I went to the book shop to read first pages of as many random books I could get my hands on. I wanted to know, what’s in a hook? What’s in a first page?
I usually read books based on friend’s recommendations, hype (bestseller lists), awards (another type of hype?), and because I have to (school). But which books would truly have the power to keep me reading past the first page if it weren’t for my knowing about them or their author? So often in writing classes, we’re taught to write sentences that keep the reader going. We’re taught about hooking them. But is the hook that important for novels that people have to interact with in some way before actually reading?
I wanted to find out.
The first thing I found is that it’s very difficult to not judge a book by its cover, or at least to not be affected by its cover. Even though I did my best to not look at the covers before opening to the first page, I’d still inadvertently get a peak. And from a single glance at the colours and design of the cover, I’d build expectations about what I would find inside.
Anyway, after about a dozen lacklustre first pages, including most of the highly marketed books paid by publishers to be displayed in special places like the front tables, I found a gem with a great first page tucked somewhere in the general fiction aisles.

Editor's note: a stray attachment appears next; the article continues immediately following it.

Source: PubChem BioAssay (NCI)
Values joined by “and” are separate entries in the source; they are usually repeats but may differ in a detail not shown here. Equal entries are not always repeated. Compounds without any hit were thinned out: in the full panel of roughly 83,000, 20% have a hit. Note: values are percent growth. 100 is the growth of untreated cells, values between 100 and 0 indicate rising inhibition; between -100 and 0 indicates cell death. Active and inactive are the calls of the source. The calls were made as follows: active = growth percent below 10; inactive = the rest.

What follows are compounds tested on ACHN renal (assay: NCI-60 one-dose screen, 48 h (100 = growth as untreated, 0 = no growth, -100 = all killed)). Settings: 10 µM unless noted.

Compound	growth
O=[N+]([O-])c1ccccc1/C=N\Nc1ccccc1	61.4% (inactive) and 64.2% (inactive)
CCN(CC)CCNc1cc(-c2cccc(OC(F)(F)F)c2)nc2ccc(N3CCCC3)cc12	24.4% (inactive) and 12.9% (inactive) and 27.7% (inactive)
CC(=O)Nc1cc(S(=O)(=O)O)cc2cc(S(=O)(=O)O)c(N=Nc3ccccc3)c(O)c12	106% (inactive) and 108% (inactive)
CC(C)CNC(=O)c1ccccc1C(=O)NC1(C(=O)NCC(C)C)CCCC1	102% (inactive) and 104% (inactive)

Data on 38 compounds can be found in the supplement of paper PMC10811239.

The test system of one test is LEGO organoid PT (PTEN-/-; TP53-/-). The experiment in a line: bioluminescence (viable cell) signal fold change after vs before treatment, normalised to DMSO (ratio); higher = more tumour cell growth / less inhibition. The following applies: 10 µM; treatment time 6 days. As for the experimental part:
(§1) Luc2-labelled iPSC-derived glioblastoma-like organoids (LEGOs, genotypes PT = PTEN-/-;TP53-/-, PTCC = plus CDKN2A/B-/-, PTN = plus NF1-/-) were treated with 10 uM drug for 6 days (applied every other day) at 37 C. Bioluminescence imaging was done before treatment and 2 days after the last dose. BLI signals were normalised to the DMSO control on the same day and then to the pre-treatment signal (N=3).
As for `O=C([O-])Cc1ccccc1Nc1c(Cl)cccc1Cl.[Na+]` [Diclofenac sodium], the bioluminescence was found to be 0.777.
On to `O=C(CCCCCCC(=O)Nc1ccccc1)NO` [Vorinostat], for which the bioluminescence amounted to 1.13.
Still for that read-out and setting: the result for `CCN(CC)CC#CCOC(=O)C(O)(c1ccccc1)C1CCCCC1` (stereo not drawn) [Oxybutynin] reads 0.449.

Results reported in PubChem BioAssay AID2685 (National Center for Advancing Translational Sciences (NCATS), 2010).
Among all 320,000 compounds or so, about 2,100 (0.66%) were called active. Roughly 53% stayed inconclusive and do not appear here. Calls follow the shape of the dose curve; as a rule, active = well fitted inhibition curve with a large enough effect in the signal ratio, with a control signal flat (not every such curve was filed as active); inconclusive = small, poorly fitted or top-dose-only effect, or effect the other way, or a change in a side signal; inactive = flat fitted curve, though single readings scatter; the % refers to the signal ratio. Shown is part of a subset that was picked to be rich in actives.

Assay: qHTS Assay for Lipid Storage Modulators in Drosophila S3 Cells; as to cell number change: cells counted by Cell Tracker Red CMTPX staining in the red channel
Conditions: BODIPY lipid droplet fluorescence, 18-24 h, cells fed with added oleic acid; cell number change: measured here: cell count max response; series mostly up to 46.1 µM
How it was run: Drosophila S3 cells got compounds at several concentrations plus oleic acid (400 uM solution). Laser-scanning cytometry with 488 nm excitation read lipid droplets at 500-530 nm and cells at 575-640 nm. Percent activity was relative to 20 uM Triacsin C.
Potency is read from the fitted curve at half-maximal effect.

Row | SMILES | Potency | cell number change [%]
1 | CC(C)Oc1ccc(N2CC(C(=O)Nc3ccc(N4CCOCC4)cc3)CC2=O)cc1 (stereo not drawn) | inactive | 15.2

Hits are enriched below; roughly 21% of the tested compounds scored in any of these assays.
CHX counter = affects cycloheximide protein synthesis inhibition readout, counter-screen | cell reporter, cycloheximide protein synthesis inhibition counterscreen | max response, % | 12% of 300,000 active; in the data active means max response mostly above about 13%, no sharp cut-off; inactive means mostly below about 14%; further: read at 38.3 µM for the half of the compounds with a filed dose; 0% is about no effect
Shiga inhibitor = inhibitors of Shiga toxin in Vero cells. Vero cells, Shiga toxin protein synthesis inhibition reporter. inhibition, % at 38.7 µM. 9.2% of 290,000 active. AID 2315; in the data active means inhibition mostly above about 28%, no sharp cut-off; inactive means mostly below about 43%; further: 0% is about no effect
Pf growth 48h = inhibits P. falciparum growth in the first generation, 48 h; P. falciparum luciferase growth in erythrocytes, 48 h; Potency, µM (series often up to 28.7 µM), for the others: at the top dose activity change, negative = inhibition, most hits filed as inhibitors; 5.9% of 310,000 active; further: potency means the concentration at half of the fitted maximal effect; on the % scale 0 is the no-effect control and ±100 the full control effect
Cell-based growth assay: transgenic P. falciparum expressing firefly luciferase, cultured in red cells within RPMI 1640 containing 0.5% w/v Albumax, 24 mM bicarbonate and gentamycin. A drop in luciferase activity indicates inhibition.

It’s Her Mother’s Daughter by Leslie Crewe. After I Googled it, I felt a bit of pride that she’s actually Canadian and her story is set in Cape Breton. There aren’t enough books set in Canada. I hope to read the rest one day soon.
I took a sneaky picture of the first page. What do you think?
This book isn’t a bestseller as far as I could tell. It’s garnered nearly a couple hundred reviews on Goodreads, but otherwise it’s not that popular.
What I like about the hook and what follows is that only common words are used, and the author isn’t trying very hard to set the details of a scene by using strange descriptions with unusual words. I think this gave me a chance to really ease into the story and out of my mind, and I actually turned to read the second page before stopping to move on with my exercise.
I lucked out by finding my next favourite first page pretty soon after the first.
Whistling Past the Graveyard by Susan Crandall. This one is told from a nine-year-old’s perspective. That’s a fact that isn’t immediately clear, but you can definitely tell it’s a child whose life is under the control of the adults around her.
What I found just slightly odd or unsettling is that at the end of the first page she makes an observation that I don’t think a child would be perceptive or mature enough to make. But then again people do grow and mature at different rates.
I’d give this one a try based on the first page, and on Goodreads, the book has over 24,000 reviews and a four star average rating.
I couldn’t resist rereading the first page of Bittersweet, either. I wouldn’t necessarily recommend this book, but Stephanie Danler has a way with words, even though I never truly connected with what she was writing about in this memoir. But it’s easy to slip into this one.
Really, anything written in the first person is easier to get hooked into, in my experience. But of course, it can’t work for every story.